Prep For That

Author: Jim Satney

PrepForThat’s Editor and lead writer for political, survival, and weather categories.

Countries around the world, including the United States, are in the midst of a facial recognition technology race. The closer that our world gets to sustainable, impactful facial recognition, the more privacy the general public loses. We’ve already seen evidence of how nefarious facial recognition technology can become. Just take Hong Kong’s recent protests, as an example of how such “innovation” can cater to authoritarian regimes.

While you may feel this type of things “only happen in places like Hong Kong,” you’re naivety to the United States technology race may end up crippling you.

That’s because the FBI most certainly partakes in facial data collection. They also collect information on how you walk and your voice. The FBI, according to a new lawsuit filed by the ACLU, can match 640 million images of United States adults. And worse more, the FBI is helping Amazon further develop recognition surveillance technology.

The FBI working with Big Tech could yield dire consequences for citizens not only in the United States but around the world.

Facial recognition surveillance is powerful not only because it is highly accurate, but also because of how discreet the set up is. You don’t realize when it’s surveilling you or your family. It runs in the shadows creating no noises, you don’t’ walk through any detectors, you don’t sign anything, and you don’t press your fingertips against a pad. It just happens. The surveillance data can be deeper and more extensive than any of us understand, hence, the ACLU’s lawsuit that aims to force the FBI to turn over all the data they’ve collected over the years.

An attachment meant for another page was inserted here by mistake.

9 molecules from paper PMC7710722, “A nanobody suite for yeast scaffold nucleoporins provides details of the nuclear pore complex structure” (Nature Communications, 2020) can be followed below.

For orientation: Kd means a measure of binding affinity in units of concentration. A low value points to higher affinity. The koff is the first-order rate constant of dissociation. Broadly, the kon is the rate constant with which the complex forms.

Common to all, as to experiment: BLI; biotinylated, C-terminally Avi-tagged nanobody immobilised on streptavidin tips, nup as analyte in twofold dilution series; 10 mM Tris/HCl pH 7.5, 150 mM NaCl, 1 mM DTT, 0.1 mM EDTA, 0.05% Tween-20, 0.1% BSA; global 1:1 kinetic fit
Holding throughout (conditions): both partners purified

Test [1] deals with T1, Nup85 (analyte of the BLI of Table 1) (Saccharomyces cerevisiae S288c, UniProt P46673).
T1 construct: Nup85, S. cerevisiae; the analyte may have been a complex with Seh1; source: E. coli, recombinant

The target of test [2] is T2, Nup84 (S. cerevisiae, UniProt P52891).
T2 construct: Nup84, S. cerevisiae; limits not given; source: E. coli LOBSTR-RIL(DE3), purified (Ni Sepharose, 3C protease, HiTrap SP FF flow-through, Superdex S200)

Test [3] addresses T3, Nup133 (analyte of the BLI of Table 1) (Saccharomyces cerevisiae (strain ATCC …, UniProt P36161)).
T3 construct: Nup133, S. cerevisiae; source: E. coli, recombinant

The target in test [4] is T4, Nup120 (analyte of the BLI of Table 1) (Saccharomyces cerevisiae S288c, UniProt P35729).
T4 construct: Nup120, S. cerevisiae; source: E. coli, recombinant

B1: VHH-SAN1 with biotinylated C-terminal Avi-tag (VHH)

The ACLU claims much of its motivation derives from past spying incidents that include racial equality groups, Occupy Wall Street, and a number of other left-wing organizations. As much as the ACLU’s greater point is well-received, their stated motivations making it an issue that only affects left-wing organizations is short-sighted. It’s safe to say that political groups on both sides of the aisle salivate at the potential to spy on its opponents. Both sides pitch the “trade a little of your privacy and we’ll keep you safer” motto.

The ACLU also fears a gender and racial bias could develop because some facial recognition technology has been shown to fail. They base this on an MIT study.

Many US cities, including San Fransisco, are banning facial recognition technology.

Last June, Somerville, Massachusetts followed San Fransisco’s move and banned the technology as well. The measure was passed in a unanimous fashion.

There’s a realization happening in the United States, and that’s that facial recognition technology has vast potential to enslave society. But the problem remains, if we don’t stop it now, it will be more difficult to reel in after it’s already deployed on every lamppost in America. Imagine an inability to protest your government, or walk into a store and look at firearms, without the government tracking you. What if health insurance providers can track how often you eat at Burger King. There is no shortage of tragic scenarios when such technology becomes ingrained in our society.